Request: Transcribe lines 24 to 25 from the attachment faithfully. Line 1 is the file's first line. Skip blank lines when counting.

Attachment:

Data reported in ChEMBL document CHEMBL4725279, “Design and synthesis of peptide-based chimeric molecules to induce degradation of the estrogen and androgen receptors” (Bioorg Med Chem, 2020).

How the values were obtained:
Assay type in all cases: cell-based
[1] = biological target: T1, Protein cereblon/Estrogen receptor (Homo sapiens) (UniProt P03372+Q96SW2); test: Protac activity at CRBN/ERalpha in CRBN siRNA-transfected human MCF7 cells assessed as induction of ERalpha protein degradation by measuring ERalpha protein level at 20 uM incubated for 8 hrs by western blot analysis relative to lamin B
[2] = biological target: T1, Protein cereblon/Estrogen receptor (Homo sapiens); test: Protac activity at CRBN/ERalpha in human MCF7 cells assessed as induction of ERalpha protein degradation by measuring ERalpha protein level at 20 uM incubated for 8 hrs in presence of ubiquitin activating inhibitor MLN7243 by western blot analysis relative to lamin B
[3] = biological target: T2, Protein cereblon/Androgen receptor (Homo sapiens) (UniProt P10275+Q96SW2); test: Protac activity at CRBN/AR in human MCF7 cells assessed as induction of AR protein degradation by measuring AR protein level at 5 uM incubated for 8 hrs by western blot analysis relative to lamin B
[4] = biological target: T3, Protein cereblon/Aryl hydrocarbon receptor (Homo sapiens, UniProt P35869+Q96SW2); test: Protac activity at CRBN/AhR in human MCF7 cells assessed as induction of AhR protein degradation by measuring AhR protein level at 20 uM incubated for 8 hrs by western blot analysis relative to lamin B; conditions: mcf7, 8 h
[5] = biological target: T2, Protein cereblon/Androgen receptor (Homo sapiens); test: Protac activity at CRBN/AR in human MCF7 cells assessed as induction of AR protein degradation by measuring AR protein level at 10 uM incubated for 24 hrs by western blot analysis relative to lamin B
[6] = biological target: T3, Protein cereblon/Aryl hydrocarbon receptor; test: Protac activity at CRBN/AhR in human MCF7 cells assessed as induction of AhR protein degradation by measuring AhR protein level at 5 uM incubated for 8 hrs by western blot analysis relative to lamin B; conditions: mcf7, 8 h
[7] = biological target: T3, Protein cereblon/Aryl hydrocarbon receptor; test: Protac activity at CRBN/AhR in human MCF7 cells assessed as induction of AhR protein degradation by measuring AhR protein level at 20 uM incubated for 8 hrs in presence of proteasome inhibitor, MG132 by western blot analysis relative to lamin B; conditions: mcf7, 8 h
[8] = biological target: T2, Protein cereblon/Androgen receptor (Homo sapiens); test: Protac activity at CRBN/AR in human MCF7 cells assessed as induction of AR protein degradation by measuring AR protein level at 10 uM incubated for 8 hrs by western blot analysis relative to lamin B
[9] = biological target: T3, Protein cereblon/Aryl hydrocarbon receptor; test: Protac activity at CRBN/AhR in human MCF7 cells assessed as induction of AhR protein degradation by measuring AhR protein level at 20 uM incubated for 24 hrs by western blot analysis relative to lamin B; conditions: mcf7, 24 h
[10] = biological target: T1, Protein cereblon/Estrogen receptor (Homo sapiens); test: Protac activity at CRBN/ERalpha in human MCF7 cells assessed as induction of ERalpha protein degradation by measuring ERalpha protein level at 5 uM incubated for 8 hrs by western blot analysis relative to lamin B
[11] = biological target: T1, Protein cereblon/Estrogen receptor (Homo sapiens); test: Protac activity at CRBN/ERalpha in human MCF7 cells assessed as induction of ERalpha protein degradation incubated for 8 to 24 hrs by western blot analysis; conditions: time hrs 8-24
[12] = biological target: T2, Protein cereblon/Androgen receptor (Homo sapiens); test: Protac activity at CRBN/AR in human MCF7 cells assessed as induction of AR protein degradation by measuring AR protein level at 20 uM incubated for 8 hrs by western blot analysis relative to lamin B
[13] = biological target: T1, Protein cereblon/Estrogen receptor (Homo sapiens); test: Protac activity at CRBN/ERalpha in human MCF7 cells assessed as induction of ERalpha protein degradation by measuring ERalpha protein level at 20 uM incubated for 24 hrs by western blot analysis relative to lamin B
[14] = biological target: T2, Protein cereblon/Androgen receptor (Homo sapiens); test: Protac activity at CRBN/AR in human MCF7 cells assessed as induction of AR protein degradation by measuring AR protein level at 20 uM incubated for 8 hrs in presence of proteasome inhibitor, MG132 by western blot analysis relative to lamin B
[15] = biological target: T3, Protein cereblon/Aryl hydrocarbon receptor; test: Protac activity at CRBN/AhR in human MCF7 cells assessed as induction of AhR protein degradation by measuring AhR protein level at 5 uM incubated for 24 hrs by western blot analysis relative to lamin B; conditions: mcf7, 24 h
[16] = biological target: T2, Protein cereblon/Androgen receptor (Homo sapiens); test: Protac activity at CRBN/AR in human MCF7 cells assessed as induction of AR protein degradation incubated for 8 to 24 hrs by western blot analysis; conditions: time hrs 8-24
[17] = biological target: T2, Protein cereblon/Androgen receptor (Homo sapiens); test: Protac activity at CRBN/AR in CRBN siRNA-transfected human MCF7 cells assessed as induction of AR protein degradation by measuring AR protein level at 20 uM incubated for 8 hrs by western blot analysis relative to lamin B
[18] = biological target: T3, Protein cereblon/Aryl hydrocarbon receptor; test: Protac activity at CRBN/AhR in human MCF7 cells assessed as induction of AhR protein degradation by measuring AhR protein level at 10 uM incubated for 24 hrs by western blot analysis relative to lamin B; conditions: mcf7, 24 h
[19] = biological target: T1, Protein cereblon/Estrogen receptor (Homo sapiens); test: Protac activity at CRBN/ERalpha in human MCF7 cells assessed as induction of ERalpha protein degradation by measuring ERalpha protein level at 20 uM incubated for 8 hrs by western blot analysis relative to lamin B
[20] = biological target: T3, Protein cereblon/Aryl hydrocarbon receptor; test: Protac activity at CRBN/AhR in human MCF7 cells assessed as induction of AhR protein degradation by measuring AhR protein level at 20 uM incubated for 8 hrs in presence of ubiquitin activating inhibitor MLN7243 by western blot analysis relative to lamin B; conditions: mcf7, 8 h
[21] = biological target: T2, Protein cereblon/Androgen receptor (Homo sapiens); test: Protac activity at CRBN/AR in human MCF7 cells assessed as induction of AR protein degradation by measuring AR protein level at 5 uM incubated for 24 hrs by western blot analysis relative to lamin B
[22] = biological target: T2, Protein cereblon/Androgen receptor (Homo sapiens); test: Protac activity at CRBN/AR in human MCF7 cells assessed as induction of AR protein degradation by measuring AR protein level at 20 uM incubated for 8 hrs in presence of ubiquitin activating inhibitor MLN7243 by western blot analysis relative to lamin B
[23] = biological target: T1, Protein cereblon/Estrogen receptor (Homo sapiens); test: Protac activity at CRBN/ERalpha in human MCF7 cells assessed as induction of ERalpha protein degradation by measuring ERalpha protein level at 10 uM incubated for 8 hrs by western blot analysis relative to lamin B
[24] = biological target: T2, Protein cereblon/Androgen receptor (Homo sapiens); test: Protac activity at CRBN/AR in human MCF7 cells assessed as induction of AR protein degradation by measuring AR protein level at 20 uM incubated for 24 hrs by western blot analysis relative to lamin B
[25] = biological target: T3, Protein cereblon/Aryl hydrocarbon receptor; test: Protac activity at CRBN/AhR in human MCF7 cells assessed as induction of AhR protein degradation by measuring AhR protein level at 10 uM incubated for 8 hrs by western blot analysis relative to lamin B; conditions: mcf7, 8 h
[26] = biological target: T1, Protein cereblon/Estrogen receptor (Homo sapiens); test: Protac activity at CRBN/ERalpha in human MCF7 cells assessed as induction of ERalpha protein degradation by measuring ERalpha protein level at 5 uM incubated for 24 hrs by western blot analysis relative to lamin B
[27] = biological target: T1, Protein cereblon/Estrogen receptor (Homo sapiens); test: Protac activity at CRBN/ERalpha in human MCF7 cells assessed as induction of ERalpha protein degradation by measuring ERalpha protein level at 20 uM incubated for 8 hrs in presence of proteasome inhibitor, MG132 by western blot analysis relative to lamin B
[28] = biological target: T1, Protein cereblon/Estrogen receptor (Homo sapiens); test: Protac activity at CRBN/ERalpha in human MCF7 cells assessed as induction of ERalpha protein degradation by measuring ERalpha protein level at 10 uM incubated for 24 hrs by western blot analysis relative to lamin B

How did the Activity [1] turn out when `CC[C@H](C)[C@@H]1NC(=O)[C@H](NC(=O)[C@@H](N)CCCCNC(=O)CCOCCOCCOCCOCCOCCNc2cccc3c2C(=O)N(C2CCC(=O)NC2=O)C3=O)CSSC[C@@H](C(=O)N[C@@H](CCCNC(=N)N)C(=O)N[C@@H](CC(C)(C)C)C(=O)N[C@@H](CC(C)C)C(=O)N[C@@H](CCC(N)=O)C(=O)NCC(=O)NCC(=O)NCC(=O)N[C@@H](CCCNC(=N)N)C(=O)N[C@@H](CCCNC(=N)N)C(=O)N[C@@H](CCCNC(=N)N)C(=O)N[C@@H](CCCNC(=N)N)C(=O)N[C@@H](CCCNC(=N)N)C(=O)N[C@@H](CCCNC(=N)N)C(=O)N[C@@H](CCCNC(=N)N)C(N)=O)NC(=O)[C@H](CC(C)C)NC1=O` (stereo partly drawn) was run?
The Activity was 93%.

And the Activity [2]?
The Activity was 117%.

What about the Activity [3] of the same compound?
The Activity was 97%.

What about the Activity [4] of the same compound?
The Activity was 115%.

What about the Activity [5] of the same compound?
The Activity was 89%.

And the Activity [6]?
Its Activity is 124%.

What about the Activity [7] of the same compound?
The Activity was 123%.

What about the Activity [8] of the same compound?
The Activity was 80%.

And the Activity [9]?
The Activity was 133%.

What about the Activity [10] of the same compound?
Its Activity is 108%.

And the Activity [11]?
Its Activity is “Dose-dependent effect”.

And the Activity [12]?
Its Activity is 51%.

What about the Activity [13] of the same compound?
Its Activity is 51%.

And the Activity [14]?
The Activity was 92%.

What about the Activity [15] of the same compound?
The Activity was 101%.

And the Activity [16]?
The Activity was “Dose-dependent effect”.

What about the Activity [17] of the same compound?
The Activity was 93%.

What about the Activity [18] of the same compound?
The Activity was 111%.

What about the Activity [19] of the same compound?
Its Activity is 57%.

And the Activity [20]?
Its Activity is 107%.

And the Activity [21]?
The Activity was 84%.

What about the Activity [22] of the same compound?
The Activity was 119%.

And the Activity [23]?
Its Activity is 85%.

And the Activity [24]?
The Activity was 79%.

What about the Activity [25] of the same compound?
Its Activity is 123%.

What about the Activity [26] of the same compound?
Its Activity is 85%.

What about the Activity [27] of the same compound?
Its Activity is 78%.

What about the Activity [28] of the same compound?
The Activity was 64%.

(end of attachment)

[21] = biological target: T2, Protein cereblon/Androgen receptor (Homo sapiens); test: Protac activity at CRBN/AR in human MCF7 cells assessed as induction of AR protein degradation by measuring AR protein level at 5 uM incubated for 24 hrs by western blot analysis relative to lamin B
[22] = biological target: T2, Protein cereblon/Androgen receptor (Homo sapiens); test: Protac activity at CRBN/AR in human MCF7 cells assessed as induction of AR protein degradation by measuring AR protein level at 20 uM incubated for 8 hrs in presence of ubiquitin activating inhibitor MLN7243 by western blot analysis relative to lamin B